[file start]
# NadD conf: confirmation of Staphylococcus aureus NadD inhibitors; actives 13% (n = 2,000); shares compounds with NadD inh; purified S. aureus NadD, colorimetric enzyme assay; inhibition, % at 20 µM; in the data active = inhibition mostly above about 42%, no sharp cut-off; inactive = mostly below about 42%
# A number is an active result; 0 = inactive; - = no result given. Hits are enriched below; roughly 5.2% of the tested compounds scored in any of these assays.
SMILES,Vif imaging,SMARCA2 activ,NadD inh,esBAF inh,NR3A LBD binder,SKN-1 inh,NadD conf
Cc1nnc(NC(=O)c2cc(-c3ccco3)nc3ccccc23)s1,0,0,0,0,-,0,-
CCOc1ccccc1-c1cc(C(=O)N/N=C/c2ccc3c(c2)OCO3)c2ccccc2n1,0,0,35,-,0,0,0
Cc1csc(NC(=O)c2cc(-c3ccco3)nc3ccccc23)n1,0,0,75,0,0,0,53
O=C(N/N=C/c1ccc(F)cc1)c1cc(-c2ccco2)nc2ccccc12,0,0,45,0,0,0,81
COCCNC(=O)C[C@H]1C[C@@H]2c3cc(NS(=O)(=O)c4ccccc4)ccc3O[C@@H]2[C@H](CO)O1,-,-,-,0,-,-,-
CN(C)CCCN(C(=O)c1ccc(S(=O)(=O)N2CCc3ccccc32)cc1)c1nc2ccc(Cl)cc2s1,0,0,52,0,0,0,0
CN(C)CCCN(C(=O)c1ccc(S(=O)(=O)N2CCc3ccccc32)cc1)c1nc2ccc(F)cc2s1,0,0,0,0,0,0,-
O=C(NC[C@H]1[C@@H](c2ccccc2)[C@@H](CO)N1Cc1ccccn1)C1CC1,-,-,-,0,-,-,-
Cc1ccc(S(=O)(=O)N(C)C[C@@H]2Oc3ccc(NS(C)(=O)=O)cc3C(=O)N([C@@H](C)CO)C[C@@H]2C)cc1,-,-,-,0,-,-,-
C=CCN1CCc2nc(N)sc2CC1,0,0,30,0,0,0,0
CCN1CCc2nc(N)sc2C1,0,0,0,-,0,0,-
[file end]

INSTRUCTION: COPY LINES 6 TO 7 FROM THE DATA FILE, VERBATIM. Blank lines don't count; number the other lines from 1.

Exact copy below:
Cc1csc(NC(=O)c2cc(-c3ccco3)nc3ccccc23)n1,0,0,75,0,0,0,53
O=C(N/N=C/c1ccc(F)cc1)c1cc(-c2ccco2)nc2ccccc12,0,0,45,0,0,0,81